Encyclopedia of Anti-Revisionism On-Line

What Went Wrong?

Articles and letters on the U.S. communist Left in the 1970’s

Edited and introduced by Charles Sarkis

Section III: Introduction

The last three documents concern the perspectives of the Workers Congress (Marxist-Leninist) (WC), an organization which emerged in the 1975 four-way split of the Black Workers Congress (BWC). The Proletarian Unity League submitted the first article here, “Rectification: For What and Against What?,” to The Communist, newspaper of the Workers Congress, and also circulated it separately in a mimeographed version. The WC agreed to print it but did not: The Communist never appeared again. During the rectification campaign referred to in the article, a large number of WC members began to see the systematic character of the WC’s mistakes over many years, and they identified those mistakes as deriving from an overall “left” opportunist line. The Workers Congress had been founded on a particularly well-articulated set of ultra-left assumptions, and the organization proved unable to withstand the severe strains involved in a fundamental re-examination and rejection of those assumptions.

In a roundabout reference both to the origins of the Workers Congress and to the possible outcome of their rectification effort, the PUL article states that, “Those who believe splits in given organizations are unavoidable have to bear that responsibility before the people and answer for their actions.” The policies guiding the Workers Congress were chiefly responsible for the disintegration of the Black Workers Congress, at one time the most significant communist organization within the Black national movement. Both the WC and the Marxist-Leninist Organizing Committee justified their split with the BWC through elaborate ultra-left critiques of the BWC’s supposed reformism. Once the WC had reversed its appraisal of the respective dangers posed by “left” and right deviations, the responsibility for the fate of the BWC was an especially heavy burden to bear. The struggle within the Workers Congress concentrated in its last stages on the policy and practice of the WC in the national revolutionary movements, and particularly in the Black movement.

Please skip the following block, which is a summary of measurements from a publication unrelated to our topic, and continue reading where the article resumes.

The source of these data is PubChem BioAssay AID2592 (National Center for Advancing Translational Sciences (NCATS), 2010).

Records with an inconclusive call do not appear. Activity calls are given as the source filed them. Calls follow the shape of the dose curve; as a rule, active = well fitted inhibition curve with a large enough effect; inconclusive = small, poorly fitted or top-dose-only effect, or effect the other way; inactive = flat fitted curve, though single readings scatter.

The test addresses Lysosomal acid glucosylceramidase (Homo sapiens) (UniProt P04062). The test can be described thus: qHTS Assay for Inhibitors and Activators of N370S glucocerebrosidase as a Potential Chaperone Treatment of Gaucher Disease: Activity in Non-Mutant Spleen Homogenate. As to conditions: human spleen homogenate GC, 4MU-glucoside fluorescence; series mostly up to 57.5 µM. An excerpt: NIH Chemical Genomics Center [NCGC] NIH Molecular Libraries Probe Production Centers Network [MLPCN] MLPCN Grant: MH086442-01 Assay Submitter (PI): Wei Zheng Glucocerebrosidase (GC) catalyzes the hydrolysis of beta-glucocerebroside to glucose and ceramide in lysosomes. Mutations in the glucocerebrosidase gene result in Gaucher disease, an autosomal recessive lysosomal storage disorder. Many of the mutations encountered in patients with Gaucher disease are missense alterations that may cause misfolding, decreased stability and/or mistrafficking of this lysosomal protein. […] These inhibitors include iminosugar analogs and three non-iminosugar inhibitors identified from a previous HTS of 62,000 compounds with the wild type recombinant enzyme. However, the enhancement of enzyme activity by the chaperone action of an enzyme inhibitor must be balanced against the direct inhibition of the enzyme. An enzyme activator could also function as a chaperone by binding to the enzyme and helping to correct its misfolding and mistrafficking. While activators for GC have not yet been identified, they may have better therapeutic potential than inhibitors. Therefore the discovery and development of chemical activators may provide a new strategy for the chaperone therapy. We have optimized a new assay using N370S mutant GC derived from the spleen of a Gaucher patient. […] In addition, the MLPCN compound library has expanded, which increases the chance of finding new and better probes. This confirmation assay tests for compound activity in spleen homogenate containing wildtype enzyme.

We have included a much earlier exchange between the PUL and the WC dating from the fall and winter of 1976-77. The exchange is interesting for the highly revealing way that the WC attacks a PUL statement about the Soviet Union (see the commentary on this issue in the opening essay to this book). Since the WC has now split apart, we have taken the liberty of printing their letter, which they did not wish published at the time.

The fate of the Workers Congress must be added to that of literally scores of communist groups, both large and small, destroyed by the illusions of ultra-leftism on the one hand and the inhospitable political climate of the US on the other. Ultra-leftism ate away at the Workers Congress, and by the time its membership recognized that fact, the malady had apparently spread too far. Those remaining organizations who have yet to realize how dangerous this ultra-leftist condition is have no time to lose. They should take note of the political convulsions that the struggle against “left” opportunism has brought to the CPML, to the people that now make up the Revolutionary Workers Headquarters, and to the WC. The longer they wait, the longer they kid themselves, the more they risk.